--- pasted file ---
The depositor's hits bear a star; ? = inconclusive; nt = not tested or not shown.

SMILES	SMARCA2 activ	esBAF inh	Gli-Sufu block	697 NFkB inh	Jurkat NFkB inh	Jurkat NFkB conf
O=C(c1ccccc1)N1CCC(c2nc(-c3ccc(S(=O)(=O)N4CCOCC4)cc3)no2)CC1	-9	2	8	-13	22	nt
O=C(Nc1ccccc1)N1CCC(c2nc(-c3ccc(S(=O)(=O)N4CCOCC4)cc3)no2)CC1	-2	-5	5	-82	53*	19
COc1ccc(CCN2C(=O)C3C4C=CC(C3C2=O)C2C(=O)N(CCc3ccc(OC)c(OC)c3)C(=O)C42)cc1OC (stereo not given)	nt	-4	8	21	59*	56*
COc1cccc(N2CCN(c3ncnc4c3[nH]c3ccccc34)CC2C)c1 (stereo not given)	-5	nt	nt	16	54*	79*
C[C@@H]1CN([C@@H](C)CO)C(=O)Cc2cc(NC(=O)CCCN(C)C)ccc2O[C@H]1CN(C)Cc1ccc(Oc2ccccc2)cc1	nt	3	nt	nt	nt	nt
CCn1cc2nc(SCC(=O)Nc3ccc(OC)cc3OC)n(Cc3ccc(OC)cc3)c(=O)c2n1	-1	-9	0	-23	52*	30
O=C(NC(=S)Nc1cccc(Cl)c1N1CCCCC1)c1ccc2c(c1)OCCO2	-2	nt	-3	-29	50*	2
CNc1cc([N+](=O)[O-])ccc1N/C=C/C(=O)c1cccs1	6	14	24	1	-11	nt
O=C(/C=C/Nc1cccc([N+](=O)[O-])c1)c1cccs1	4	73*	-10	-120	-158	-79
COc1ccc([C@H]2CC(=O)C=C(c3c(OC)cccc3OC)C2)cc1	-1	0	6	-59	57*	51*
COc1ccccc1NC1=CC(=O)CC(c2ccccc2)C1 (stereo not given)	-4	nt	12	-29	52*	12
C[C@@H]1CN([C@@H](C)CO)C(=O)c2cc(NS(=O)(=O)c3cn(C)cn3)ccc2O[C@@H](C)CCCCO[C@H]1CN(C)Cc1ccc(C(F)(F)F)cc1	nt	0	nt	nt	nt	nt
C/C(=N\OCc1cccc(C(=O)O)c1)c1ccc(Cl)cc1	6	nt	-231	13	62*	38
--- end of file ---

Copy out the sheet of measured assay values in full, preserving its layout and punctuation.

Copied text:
The depositor's hits bear a star; ? = inconclusive; nt = not tested or not shown.

SMILES	SMARCA2 activ	esBAF inh	Gli-Sufu block	697 NFkB inh	Jurkat NFkB inh	Jurkat NFkB conf
O=C(c1ccccc1)N1CCC(c2nc(-c3ccc(S(=O)(=O)N4CCOCC4)cc3)no2)CC1	-9	2	8	-13	22	nt
O=C(Nc1ccccc1)N1CCC(c2nc(-c3ccc(S(=O)(=O)N4CCOCC4)cc3)no2)CC1	-2	-5	5	-82	53*	19
COc1ccc(CCN2C(=O)C3C4C=CC(C3C2=O)C2C(=O)N(CCc3ccc(OC)c(OC)c3)C(=O)C42)cc1OC (stereo not given)	nt	-4	8	21	59*	56*
COc1cccc(N2CCN(c3ncnc4c3[nH]c3ccccc34)CC2C)c1 (stereo not given)	-5	nt	nt	16	54*	79*
C[C@@H]1CN([C@@H](C)CO)C(=O)Cc2cc(NC(=O)CCCN(C)C)ccc2O[C@H]1CN(C)Cc1ccc(Oc2ccccc2)cc1	nt	3	nt	nt	nt	nt
CCn1cc2nc(SCC(=O)Nc3ccc(OC)cc3OC)n(Cc3ccc(OC)cc3)c(=O)c2n1	-1	-9	0	-23	52*	30
O=C(NC(=S)Nc1cccc(Cl)c1N1CCCCC1)c1ccc2c(c1)OCCO2	-2	nt	-3	-29	50*	2
CNc1cc([N+](=O)[O-])ccc1N/C=C/C(=O)c1cccs1	6	14	24	1	-11	nt
O=C(/C=C/Nc1cccc([N+](=O)[O-])c1)c1cccs1	4	73*	-10	-120	-158	-79
COc1ccc([C@H]2CC(=O)C=C(c3c(OC)cccc3OC)C2)cc1	-1	0	6	-59	57*	51*
COc1ccccc1NC1=CC(=O)CC(c2ccccc2)C1 (stereo not given)	-4	nt	12	-29	52*	12
C[C@@H]1CN([C@@H](C)CO)C(=O)c2cc(NS(=O)(=O)c3cn(C)cn3)ccc2O[C@@H](C)CCCCO[C@H]1CN(C)Cc1ccc(C(F)(F)F)cc1	nt	0	nt	nt	nt	nt
C/C(=N\OCc1cccc(C(=O)O)c1)c1ccc(Cl)cc1	6	nt	-231	13	62*	38